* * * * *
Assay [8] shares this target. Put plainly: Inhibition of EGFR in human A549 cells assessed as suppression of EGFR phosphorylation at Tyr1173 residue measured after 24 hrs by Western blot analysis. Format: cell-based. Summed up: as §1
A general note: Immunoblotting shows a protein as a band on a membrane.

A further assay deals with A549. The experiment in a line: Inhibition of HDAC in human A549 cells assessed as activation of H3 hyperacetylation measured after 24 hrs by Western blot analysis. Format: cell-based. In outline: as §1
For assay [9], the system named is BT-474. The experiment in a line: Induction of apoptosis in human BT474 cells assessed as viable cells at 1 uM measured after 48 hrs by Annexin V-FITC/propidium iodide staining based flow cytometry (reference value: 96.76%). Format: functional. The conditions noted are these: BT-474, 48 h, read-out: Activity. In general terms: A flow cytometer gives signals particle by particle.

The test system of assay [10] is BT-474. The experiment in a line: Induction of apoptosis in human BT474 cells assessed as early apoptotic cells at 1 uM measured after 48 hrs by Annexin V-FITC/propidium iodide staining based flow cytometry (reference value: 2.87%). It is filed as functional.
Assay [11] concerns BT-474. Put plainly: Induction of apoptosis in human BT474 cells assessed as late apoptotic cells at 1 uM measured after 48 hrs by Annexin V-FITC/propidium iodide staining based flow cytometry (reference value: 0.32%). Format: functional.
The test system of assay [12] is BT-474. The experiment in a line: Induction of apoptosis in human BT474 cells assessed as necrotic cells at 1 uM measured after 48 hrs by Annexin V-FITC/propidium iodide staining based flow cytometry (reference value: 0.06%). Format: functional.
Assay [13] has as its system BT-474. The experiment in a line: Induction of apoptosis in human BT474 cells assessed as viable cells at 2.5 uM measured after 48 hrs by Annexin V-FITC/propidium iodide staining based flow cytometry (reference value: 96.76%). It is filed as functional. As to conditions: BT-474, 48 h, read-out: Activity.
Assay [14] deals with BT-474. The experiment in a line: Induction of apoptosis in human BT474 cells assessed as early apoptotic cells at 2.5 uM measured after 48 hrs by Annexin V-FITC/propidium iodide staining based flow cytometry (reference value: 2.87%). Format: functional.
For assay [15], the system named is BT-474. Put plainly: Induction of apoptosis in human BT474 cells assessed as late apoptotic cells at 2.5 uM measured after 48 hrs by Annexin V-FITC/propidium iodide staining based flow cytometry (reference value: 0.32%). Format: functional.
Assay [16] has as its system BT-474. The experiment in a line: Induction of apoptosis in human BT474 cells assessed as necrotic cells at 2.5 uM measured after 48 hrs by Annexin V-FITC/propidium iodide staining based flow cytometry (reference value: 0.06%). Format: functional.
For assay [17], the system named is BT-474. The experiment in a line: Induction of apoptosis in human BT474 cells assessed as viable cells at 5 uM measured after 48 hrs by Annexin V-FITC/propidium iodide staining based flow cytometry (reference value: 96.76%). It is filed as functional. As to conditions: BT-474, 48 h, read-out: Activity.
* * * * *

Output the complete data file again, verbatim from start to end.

Assay [8] shares this target. Put plainly: Inhibition of EGFR in human A549 cells assessed as suppression of EGFR phosphorylation at Tyr1173 residue measured after 24 hrs by Western blot analysis. Format: cell-based. Summed up: as §1
A general note: Immunoblotting shows a protein as a band on a membrane.

A further assay deals with A549. The experiment in a line: Inhibition of HDAC in human A549 cells assessed as activation of H3 hyperacetylation measured after 24 hrs by Western blot analysis. Format: cell-based. In outline: as §1
For assay [9], the system named is BT-474. The experiment in a line: Induction of apoptosis in human BT474 cells assessed as viable cells at 1 uM measured after 48 hrs by Annexin V-FITC/propidium iodide staining based flow cytometry (reference value: 96.76%). Format: functional. The conditions noted are these: BT-474, 48 h, read-out: Activity. In general terms: A flow cytometer gives signals particle by particle.

The test system of assay [10] is BT-474. The experiment in a line: Induction of apoptosis in human BT474 cells assessed as early apoptotic cells at 1 uM measured after 48 hrs by Annexin V-FITC/propidium iodide staining based flow cytometry (reference value: 2.87%). It is filed as functional.
Assay [11] concerns BT-474. Put plainly: Induction of apoptosis in human BT474 cells assessed as late apoptotic cells at 1 uM measured after 48 hrs by Annexin V-FITC/propidium iodide staining based flow cytometry (reference value: 0.32%). Format: functional.
The test system of assay [12] is BT-474. The experiment in a line: Induction of apoptosis in human BT474 cells assessed as necrotic cells at 1 uM measured after 48 hrs by Annexin V-FITC/propidium iodide staining based flow cytometry (reference value: 0.06%). Format: functional.
Assay [13] has as its system BT-474. The experiment in a line: Induction of apoptosis in human BT474 cells assessed as viable cells at 2.5 uM measured after 48 hrs by Annexin V-FITC/propidium iodide staining based flow cytometry (reference value: 96.76%). It is filed as functional. As to conditions: BT-474, 48 h, read-out: Activity.
Assay [14] deals with BT-474. The experiment in a line: Induction of apoptosis in human BT474 cells assessed as early apoptotic cells at 2.5 uM measured after 48 hrs by Annexin V-FITC/propidium iodide staining based flow cytometry (reference value: 2.87%). Format: functional.
For assay [15], the system named is BT-474. Put plainly: Induction of apoptosis in human BT474 cells assessed as late apoptotic cells at 2.5 uM measured after 48 hrs by Annexin V-FITC/propidium iodide staining based flow cytometry (reference value: 0.32%). Format: functional.
Assay [16] has as its system BT-474. The experiment in a line: Induction of apoptosis in human BT474 cells assessed as necrotic cells at 2.5 uM measured after 48 hrs by Annexin V-FITC/propidium iodide staining based flow cytometry (reference value: 0.06%). Format: functional.
For assay [17], the system named is BT-474. The experiment in a line: Induction of apoptosis in human BT474 cells assessed as viable cells at 5 uM measured after 48 hrs by Annexin V-FITC/propidium iodide staining based flow cytometry (reference value: 96.76%). It is filed as functional. As to conditions: BT-474, 48 h, read-out: Activity.